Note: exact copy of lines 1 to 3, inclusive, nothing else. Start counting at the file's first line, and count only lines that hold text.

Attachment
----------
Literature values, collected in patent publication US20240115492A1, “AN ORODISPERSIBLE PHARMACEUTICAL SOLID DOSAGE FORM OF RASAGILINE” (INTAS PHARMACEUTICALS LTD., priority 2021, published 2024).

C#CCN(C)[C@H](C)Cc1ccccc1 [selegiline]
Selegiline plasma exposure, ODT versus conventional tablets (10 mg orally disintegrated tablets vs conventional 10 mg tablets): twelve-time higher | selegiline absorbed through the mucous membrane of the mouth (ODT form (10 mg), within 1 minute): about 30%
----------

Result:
Literature values, collected in patent publication US20240115492A1, “AN ORODISPERSIBLE PHARMACEUTICAL SOLID DOSAGE FORM OF RASAGILINE” (INTAS PHARMACEUTICALS LTD., priority 2021, published 2024).

C#CCN(C)[C@H](C)Cc1ccccc1 [selegiline]
Selegiline plasma exposure, ODT versus conventional tablets (10 mg orally disintegrated tablets vs conventional 10 mg tablets): twelve-time higher | selegiline absorbed through the mucous membrane of the mouth (ODT form (10 mg), within 1 minute): about 30%